- This oddity only lasted a few days. Week Ten began on Thanksgiving Day, as the Lions beat the Packers 48–24. The same day, November 27, the 0–9–0 Texans played the Bears in Akron, Ohio after Dallas and Chicago were both unavailable. The Texans blew an 18-point lead, but with 0:34 to play, Frank Tripucka scored and the NFL's orphaned team registered its first (and last) win, 27–23. About 3,000 Ohioans watched the game, compared to 14,800 who packed the stadium earlier that day to watch a high school game. On November 30, the Rams and 49ers, both 6–3–0, met for the second straight week, this time in San Francisco, and the L.A. team won 34–21. The NFL's two other 6–3 teams, the Eagles and the Giants, both lost on the road. The Cards beat Philly 28–22. The 3–6 Steelers, however, handed the Giants their worst defeat ever, beginning with a 91-yard return of the opening kickoff by Lynn Chandnois and ending 63–7. With that, the Browns were alone in the American race, while the Lions and Rams were tied in the National.
- The Browns, Lions and Rams won again in Week Eleven, as did Philadelphia, but the Giants were eliminated with a 27–17 loss to Washington.
- In the final games of the regular season (December 14) in Week Twelve, Detroit won 41–6 in the last NFL game for the Dallas Texans, and the Rams beat Pittsburgh 28–14, tying both for the American title at 9–3–0, and forcing a playoff. In the National Conference, the 7–4 Eagles were hoping for the 8–3 Browns to lose, and Cleveland fell in New York, 37–34, despite a fourth quarter comeback attempt. Playing against the last place (2–8) Redskins, the Eagles had a 21–14 lead in the fourth quarter, but Eddie LeBaron crossed the goal line with 0:18 to play, for Washington's only home win in 1952, and handing the Browns the conference title.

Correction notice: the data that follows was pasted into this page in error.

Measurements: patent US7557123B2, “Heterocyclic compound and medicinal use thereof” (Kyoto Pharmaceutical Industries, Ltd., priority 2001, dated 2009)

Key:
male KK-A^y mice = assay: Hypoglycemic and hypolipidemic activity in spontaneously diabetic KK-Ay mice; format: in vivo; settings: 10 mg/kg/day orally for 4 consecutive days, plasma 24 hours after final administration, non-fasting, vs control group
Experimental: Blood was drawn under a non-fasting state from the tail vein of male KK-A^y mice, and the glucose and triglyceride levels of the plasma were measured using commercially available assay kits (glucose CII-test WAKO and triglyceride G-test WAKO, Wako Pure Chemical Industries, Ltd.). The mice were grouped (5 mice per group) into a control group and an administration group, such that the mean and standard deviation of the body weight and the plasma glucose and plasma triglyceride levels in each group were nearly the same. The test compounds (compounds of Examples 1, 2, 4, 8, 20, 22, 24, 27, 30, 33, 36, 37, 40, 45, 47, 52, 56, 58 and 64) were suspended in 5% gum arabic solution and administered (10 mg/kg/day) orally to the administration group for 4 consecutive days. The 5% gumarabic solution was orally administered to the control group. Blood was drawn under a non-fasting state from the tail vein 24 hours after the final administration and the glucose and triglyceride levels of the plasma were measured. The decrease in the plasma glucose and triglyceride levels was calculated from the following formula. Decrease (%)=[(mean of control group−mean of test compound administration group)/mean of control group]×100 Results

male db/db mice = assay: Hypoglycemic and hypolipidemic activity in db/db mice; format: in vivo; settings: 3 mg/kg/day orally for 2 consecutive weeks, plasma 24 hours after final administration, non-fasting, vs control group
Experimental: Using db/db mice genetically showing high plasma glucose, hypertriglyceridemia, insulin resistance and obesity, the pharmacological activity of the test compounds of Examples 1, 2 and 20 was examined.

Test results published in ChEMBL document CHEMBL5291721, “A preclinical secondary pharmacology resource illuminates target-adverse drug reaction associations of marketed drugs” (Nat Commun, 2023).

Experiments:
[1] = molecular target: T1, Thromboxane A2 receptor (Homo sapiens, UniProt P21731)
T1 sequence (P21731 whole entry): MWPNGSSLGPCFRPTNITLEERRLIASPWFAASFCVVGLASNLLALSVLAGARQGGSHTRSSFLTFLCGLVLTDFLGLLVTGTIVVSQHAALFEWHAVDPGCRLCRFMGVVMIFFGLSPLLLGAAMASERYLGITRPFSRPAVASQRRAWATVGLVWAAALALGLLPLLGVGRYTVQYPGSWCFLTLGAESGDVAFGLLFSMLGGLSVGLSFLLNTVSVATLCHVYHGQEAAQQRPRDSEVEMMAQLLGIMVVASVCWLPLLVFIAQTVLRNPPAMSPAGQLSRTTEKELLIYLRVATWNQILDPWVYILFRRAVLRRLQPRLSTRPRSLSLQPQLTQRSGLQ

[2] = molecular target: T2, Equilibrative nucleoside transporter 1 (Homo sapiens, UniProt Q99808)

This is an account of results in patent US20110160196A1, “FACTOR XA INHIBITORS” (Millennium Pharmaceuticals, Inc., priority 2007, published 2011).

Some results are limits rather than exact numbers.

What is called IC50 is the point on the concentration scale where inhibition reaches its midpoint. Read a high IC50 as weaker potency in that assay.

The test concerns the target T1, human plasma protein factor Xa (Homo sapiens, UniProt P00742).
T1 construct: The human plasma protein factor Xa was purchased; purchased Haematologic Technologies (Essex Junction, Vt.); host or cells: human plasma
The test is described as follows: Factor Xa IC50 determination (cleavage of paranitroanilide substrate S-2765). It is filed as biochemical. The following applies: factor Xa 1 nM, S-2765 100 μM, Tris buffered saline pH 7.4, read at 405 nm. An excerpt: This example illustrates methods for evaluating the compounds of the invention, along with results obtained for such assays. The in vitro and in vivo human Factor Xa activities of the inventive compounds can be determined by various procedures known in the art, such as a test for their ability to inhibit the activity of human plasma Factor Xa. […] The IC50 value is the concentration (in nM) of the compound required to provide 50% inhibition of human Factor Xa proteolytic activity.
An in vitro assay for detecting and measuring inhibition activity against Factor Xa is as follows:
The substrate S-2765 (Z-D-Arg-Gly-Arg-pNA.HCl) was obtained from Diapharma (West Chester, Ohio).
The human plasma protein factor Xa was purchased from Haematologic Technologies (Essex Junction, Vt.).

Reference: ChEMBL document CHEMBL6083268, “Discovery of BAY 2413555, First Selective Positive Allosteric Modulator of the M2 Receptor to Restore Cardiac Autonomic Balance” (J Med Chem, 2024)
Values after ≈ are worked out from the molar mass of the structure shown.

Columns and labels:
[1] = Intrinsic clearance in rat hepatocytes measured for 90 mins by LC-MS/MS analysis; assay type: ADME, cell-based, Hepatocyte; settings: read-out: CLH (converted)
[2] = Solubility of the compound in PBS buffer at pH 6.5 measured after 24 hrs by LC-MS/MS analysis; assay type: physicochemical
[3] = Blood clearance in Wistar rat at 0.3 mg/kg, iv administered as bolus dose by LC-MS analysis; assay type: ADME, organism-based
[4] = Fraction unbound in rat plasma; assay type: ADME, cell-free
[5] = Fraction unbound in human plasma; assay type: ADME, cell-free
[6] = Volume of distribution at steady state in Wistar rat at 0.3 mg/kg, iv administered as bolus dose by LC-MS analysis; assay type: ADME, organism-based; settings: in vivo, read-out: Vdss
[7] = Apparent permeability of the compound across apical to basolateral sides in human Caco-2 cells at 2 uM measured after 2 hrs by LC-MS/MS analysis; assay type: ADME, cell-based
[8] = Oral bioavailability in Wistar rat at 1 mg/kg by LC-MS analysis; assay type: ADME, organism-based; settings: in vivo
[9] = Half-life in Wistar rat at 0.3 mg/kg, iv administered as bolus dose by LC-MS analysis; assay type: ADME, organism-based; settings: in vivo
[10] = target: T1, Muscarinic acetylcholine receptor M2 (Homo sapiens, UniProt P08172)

|1||Tie (Bears, S.F)||1–0–0||4 teams (Cle, NYG, Phi, Was)||1–0–0|
|2||San Francisco 49ers||2–0–0||Tie (Cle, NYG)||2–0–0|
|3||San Francisco 49ers||3–0–0||New York Giants||3–0–0|
|4||San Francisco 49ers||4–0–0||3 teams (Cards, Cle., NYG)||3–1–0|
|5||San Francisco 49ers||5–0–0||Cleveland Browns||4–1–0|
|6||San Francisco 49ers||5–1–0||Cleveland Browns||4–2–0|
|7||Tie (Lions, 49ers)||5–2–0||Tie (Browns, Giants)||5–2–0|
|8||Tie (Lions, 49ers)||6–2–0||Cleveland Browns||6–2–0|
|9||4 teams (Det., GB, LA, SF)||6–3–0||3 teams (Cle., NYG, Phi)||6–3–0|
|10||Tie (Det., LA)||7–3–0||Cleveland Browns||7–3–0|
|11||Tie (Det., LA)||8–3–0||Cleveland Browns||8–3–0|
|12||Tie (Det., LA)||9–3–0||Cleveland Browns||8–4–0|
Note: Tie games were not officially counted in the standings until 1972.
The Lions hosted and won the National Conference playoff. The Browns hosted the NFL Championship Game, but were defeated by the Lions.
|National Conference playoff||NFL Championship|
|N||Los Angeles Rams||21|
|Rushing||Dan Towler||Los Angeles||894|
|Receiving||Billy Howton||Green Bay||1231|
- Chicago Cardinals: Joe Kuharich became the new Cardinals head coach. Curly Lambeau resigned after 10 games into 1951. Phil Handler and Cecil Isbell then served as co-head coaches for the final two games of the 1951 season.
- Dallas Texans: The team retained the services of the former New York Yanks' head coach, James Phelan.
- Philadelphia Eagles: Jim Trimble became the new head coach. Bo McMillin retired after two games into 1951 after he was diagnosed with terminal stomach cancer. Wayne Millner served as interim for the rest of that season.
- Pittsburgh Steelers: John Michelosen was replaced by Joe Bach.
- Washington Redskins: Curly Lambeau became the new head coach. Herman Ball was fired after three games into 1951. Dick Todd served as interim for the rest of the season.
- Los Angeles Rams: Joe Stydahar resigned after one game into the season, and was replaced by Hamp Pool.
- The Dallas Texans played their first four regular season home games at the Cotton Bowl in Dallas, their fifth home game at the Rubber Bowl in Akron, Ohio, and their sixth and last home game at the opposing team's stadium (the Detroit Lions' Briggs Stadium)
- The Green Bay Packers home games in Milwaukee moved from Wisconsin State Fair Park to Marquette Stadium
- "Bears Upend 49ers on Blanda's Long Boot After Albert's 4th-Quarter Gamble Fails," San Mateo Times, Nov 3, 1952, p18
- "Outlook Good for Dead Heat In Pro Grid Loop Divisions," Corpus Christi Times, Nov 10, 1952, p19
- "Dallas Texans Go Broke; Team Goes Back to League," The Lowell (Mass.) Sun, Nov 13, 1952, p29
- "Seven Teams Tied For Pro Grid Leads," Oakland Tribune, Nov 24, 1952, p25
- "Detroit Upends Packers; Dallas Posts First Win," The Athens (O.) Messenger, Nov 28, 1952, p8
- "Eagles Deserted By 'Lady Luck'", Charleston Daily Mail, Dec 15, 1952, p16